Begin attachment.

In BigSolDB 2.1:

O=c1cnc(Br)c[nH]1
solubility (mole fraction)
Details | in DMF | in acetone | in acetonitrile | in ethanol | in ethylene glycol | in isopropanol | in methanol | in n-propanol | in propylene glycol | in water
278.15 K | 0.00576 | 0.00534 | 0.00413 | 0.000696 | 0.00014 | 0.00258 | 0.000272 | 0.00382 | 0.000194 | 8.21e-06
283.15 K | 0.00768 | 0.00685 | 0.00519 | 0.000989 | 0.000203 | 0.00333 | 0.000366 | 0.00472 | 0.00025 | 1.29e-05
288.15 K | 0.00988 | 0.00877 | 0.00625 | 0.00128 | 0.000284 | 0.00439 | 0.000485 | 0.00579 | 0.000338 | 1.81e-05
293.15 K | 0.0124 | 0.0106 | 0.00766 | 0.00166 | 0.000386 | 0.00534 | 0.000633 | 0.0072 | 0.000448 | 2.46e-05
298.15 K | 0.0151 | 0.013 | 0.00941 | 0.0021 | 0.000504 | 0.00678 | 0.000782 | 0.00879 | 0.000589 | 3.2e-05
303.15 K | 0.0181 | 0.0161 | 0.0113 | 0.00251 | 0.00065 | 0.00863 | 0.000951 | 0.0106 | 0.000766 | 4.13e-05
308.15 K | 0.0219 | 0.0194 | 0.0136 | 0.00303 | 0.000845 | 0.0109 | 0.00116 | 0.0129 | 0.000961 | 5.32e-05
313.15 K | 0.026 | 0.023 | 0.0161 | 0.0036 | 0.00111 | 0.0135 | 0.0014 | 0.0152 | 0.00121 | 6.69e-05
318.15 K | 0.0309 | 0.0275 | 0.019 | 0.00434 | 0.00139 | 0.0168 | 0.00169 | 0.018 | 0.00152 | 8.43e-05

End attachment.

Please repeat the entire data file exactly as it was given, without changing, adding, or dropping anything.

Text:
In BigSolDB 2.1:

O=c1cnc(Br)c[nH]1
solubility (mole fraction)
Details | in DMF | in acetone | in acetonitrile | in ethanol | in ethylene glycol | in isopropanol | in methanol | in n-propanol | in propylene glycol | in water
278.15 K | 0.00576 | 0.00534 | 0.00413 | 0.000696 | 0.00014 | 0.00258 | 0.000272 | 0.00382 | 0.000194 | 8.21e-06
283.15 K | 0.00768 | 0.00685 | 0.00519 | 0.000989 | 0.000203 | 0.00333 | 0.000366 | 0.00472 | 0.00025 | 1.29e-05
288.15 K | 0.00988 | 0.00877 | 0.00625 | 0.00128 | 0.000284 | 0.00439 | 0.000485 | 0.00579 | 0.000338 | 1.81e-05
293.15 K | 0.0124 | 0.0106 | 0.00766 | 0.00166 | 0.000386 | 0.00534 | 0.000633 | 0.0072 | 0.000448 | 2.46e-05
298.15 K | 0.0151 | 0.013 | 0.00941 | 0.0021 | 0.000504 | 0.00678 | 0.000782 | 0.00879 | 0.000589 | 3.2e-05
303.15 K | 0.0181 | 0.0161 | 0.0113 | 0.00251 | 0.00065 | 0.00863 | 0.000951 | 0.0106 | 0.000766 | 4.13e-05
308.15 K | 0.0219 | 0.0194 | 0.0136 | 0.00303 | 0.000845 | 0.0109 | 0.00116 | 0.0129 | 0.000961 | 5.32e-05
313.15 K | 0.026 | 0.023 | 0.0161 | 0.0036 | 0.00111 | 0.0135 | 0.0014 | 0.0152 | 0.00121 | 6.69e-05
318.15 K | 0.0309 | 0.0275 | 0.019 | 0.00434 | 0.00139 | 0.0168 | 0.00169 | 0.018 | 0.00152 | 8.43e-05